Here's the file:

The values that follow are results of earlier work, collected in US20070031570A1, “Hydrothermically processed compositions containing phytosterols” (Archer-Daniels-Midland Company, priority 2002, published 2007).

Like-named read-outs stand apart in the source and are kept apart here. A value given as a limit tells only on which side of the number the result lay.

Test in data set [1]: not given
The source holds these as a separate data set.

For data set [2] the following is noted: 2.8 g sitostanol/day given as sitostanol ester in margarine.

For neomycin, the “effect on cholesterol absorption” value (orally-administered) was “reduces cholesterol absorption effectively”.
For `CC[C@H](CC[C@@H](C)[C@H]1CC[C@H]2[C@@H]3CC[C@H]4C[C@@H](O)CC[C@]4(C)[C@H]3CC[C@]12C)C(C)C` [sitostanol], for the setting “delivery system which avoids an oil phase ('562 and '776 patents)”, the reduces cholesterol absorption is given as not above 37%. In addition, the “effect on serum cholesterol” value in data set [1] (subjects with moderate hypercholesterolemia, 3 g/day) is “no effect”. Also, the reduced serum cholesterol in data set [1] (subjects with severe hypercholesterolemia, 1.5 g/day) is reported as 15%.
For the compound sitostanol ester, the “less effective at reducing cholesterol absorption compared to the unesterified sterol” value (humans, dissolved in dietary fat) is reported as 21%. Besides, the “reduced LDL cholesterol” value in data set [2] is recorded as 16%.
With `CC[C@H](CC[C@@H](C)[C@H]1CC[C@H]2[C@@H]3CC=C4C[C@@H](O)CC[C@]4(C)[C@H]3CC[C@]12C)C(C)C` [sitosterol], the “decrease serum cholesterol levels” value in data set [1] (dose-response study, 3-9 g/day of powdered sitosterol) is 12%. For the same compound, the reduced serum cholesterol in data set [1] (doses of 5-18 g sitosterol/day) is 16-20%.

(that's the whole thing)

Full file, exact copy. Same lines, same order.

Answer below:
The values that follow are results of earlier work, collected in US20070031570A1, “Hydrothermically processed compositions containing phytosterols” (Archer-Daniels-Midland Company, priority 2002, published 2007).

Like-named read-outs stand apart in the source and are kept apart here. A value given as a limit tells only on which side of the number the result lay.

Test in data set [1]: not given
The source holds these as a separate data set.

For data set [2] the following is noted: 2.8 g sitostanol/day given as sitostanol ester in margarine.

For neomycin, the “effect on cholesterol absorption” value (orally-administered) was “reduces cholesterol absorption effectively”.
For `CC[C@H](CC[C@@H](C)[C@H]1CC[C@H]2[C@@H]3CC[C@H]4C[C@@H](O)CC[C@]4(C)[C@H]3CC[C@]12C)C(C)C` [sitostanol], for the setting “delivery system which avoids an oil phase ('562 and '776 patents)”, the reduces cholesterol absorption is given as not above 37%. In addition, the “effect on serum cholesterol” value in data set [1] (subjects with moderate hypercholesterolemia, 3 g/day) is “no effect”. Also, the reduced serum cholesterol in data set [1] (subjects with severe hypercholesterolemia, 1.5 g/day) is reported as 15%.
For the compound sitostanol ester, the “less effective at reducing cholesterol absorption compared to the unesterified sterol” value (humans, dissolved in dietary fat) is reported as 21%. Besides, the “reduced LDL cholesterol” value in data set [2] is recorded as 16%.
With `CC[C@H](CC[C@@H](C)[C@H]1CC[C@H]2[C@@H]3CC=C4C[C@@H](O)CC[C@]4(C)[C@H]3CC[C@]12C)C(C)C` [sitosterol], the “decrease serum cholesterol levels” value in data set [1] (dose-response study, 3-9 g/day of powdered sitosterol) is 12%. For the same compound, the reduced serum cholesterol in data set [1] (doses of 5-18 g sitosterol/day) is 16-20%.